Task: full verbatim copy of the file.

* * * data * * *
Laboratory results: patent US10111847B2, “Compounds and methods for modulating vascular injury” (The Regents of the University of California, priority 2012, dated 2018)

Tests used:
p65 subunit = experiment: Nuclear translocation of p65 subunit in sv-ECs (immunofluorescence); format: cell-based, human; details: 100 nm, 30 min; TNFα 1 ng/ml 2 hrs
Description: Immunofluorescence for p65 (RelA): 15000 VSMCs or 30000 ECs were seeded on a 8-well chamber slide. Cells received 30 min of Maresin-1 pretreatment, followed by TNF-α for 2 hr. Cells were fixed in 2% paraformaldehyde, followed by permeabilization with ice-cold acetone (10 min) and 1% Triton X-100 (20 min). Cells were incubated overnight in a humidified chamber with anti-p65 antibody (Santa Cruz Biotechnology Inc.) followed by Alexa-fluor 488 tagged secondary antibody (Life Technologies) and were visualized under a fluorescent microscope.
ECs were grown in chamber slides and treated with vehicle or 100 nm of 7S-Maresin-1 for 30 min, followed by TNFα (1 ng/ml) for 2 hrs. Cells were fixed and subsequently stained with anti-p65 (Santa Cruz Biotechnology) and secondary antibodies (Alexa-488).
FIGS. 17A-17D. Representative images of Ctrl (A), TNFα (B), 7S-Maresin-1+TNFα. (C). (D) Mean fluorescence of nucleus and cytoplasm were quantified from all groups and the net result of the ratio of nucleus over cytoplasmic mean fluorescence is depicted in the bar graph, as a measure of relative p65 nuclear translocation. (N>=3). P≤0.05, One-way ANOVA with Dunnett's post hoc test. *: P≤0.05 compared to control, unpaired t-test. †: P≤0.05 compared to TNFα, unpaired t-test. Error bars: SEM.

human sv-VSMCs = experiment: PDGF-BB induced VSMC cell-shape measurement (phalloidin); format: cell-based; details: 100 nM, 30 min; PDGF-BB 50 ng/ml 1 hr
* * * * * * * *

Laboratory results: patent US10111847B2, “Compounds and methods for modulating vascular injury” (The Regents of the University of California, priority 2012, dated 2018)

Tests used:
p65 subunit = experiment: Nuclear translocation of p65 subunit in sv-ECs (immunofluorescence); format: cell-based, human; details: 100 nm, 30 min; TNFα 1 ng/ml 2 hrs
Description: Immunofluorescence for p65 (RelA): 15000 VSMCs or 30000 ECs were seeded on a 8-well chamber slide. Cells received 30 min of Maresin-1 pretreatment, followed by TNF-α for 2 hr. Cells were fixed in 2% paraformaldehyde, followed by permeabilization with ice-cold acetone (10 min) and 1% Triton X-100 (20 min). Cells were incubated overnight in a humidified chamber with anti-p65 antibody (Santa Cruz Biotechnology Inc.) followed by Alexa-fluor 488 tagged secondary antibody (Life Technologies) and were visualized under a fluorescent microscope.
ECs were grown in chamber slides and treated with vehicle or 100 nm of 7S-Maresin-1 for 30 min, followed by TNFα (1 ng/ml) for 2 hrs. Cells were fixed and subsequently stained with anti-p65 (Santa Cruz Biotechnology) and secondary antibodies (Alexa-488).
FIGS. 17A-17D. Representative images of Ctrl (A), TNFα (B), 7S-Maresin-1+TNFα. (C). (D) Mean fluorescence of nucleus and cytoplasm were quantified from all groups and the net result of the ratio of nucleus over cytoplasmic mean fluorescence is depicted in the bar graph, as a measure of relative p65 nuclear translocation. (N>=3). P≤0.05, One-way ANOVA with Dunnett's post hoc test. *: P≤0.05 compared to control, unpaired t-test. †: P≤0.05 compared to TNFα, unpaired t-test. Error bars: SEM.

human sv-VSMCs = experiment: PDGF-BB induced VSMC cell-shape measurement (phalloidin); format: cell-based; details: 100 nM, 30 min; PDGF-BB 50 ng/ml 1 hr